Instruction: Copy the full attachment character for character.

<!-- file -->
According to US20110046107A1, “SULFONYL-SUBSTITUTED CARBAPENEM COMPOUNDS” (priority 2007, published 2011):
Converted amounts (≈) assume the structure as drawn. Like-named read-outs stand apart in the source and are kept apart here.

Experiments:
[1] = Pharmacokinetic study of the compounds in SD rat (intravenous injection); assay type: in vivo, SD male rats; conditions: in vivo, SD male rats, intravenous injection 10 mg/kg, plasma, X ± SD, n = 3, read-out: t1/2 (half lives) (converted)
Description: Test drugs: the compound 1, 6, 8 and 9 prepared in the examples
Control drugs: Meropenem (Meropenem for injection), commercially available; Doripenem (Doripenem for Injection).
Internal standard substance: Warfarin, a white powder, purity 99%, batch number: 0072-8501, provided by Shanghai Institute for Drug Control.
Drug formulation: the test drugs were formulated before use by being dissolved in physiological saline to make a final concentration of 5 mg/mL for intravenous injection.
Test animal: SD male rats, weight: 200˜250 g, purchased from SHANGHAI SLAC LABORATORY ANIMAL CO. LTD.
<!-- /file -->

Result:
According to US20110046107A1, “SULFONYL-SUBSTITUTED CARBAPENEM COMPOUNDS” (priority 2007, published 2011):
Converted amounts (≈) assume the structure as drawn. Like-named read-outs stand apart in the source and are kept apart here.

Experiments:
[1] = Pharmacokinetic study of the compounds in SD rat (intravenous injection); assay type: in vivo, SD male rats; conditions: in vivo, SD male rats, intravenous injection 10 mg/kg, plasma, X ± SD, n = 3, read-out: t1/2 (half lives) (converted)
Description: Test drugs: the compound 1, 6, 8 and 9 prepared in the examples
Control drugs: Meropenem (Meropenem for injection), commercially available; Doripenem (Doripenem for Injection).
Internal standard substance: Warfarin, a white powder, purity 99%, batch number: 0072-8501, provided by Shanghai Institute for Drug Control.
Drug formulation: the test drugs were formulated before use by being dissolved in physiological saline to make a final concentration of 5 mg/mL for intravenous injection.
Test animal: SD male rats, weight: 200˜250 g, purchased from SHANGHAI SLAC LABORATORY ANIMAL CO. LTD.